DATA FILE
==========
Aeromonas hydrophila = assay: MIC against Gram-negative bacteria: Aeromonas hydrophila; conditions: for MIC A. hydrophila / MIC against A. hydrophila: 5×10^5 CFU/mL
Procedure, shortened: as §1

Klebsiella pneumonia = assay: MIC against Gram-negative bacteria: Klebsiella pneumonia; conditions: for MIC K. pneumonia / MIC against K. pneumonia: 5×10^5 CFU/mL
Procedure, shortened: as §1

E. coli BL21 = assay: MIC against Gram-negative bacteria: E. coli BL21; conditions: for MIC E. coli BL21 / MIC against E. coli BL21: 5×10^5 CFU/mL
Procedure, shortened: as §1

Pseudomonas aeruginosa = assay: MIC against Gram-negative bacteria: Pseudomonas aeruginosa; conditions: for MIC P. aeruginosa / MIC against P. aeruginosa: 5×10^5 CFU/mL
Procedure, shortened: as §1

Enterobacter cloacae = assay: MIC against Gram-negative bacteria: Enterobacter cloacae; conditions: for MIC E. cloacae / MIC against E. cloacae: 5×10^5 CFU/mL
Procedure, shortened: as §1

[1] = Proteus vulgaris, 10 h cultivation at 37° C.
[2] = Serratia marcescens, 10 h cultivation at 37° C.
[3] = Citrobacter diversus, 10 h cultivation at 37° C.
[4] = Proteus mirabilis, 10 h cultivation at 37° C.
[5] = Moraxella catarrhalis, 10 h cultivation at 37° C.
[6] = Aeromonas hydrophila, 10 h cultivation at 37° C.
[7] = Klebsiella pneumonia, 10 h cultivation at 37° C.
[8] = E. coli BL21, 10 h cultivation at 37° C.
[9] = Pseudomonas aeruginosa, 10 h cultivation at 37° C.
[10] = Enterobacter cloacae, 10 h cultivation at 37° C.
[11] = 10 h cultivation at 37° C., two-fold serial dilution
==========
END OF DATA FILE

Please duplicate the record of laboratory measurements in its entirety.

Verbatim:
Aeromonas hydrophila = assay: MIC against Gram-negative bacteria: Aeromonas hydrophila; conditions: for MIC A. hydrophila / MIC against A. hydrophila: 5×10^5 CFU/mL
Procedure, shortened: as §1

Klebsiella pneumonia = assay: MIC against Gram-negative bacteria: Klebsiella pneumonia; conditions: for MIC K. pneumonia / MIC against K. pneumonia: 5×10^5 CFU/mL
Procedure, shortened: as §1

E. coli BL21 = assay: MIC against Gram-negative bacteria: E. coli BL21; conditions: for MIC E. coli BL21 / MIC against E. coli BL21: 5×10^5 CFU/mL
Procedure, shortened: as §1

Pseudomonas aeruginosa = assay: MIC against Gram-negative bacteria: Pseudomonas aeruginosa; conditions: for MIC P. aeruginosa / MIC against P. aeruginosa: 5×10^5 CFU/mL
Procedure, shortened: as §1

Enterobacter cloacae = assay: MIC against Gram-negative bacteria: Enterobacter cloacae; conditions: for MIC E. cloacae / MIC against E. cloacae: 5×10^5 CFU/mL
Procedure, shortened: as §1

[1] = Proteus vulgaris, 10 h cultivation at 37° C.
[2] = Serratia marcescens, 10 h cultivation at 37° C.
[3] = Citrobacter diversus, 10 h cultivation at 37° C.
[4] = Proteus mirabilis, 10 h cultivation at 37° C.
[5] = Moraxella catarrhalis, 10 h cultivation at 37° C.
[6] = Aeromonas hydrophila, 10 h cultivation at 37° C.
[7] = Klebsiella pneumonia, 10 h cultivation at 37° C.
[8] = E. coli BL21, 10 h cultivation at 37° C.
[9] = Pseudomonas aeruginosa, 10 h cultivation at 37° C.
[10] = Enterobacter cloacae, 10 h cultivation at 37° C.
[11] = 10 h cultivation at 37° C., two-fold serial dilution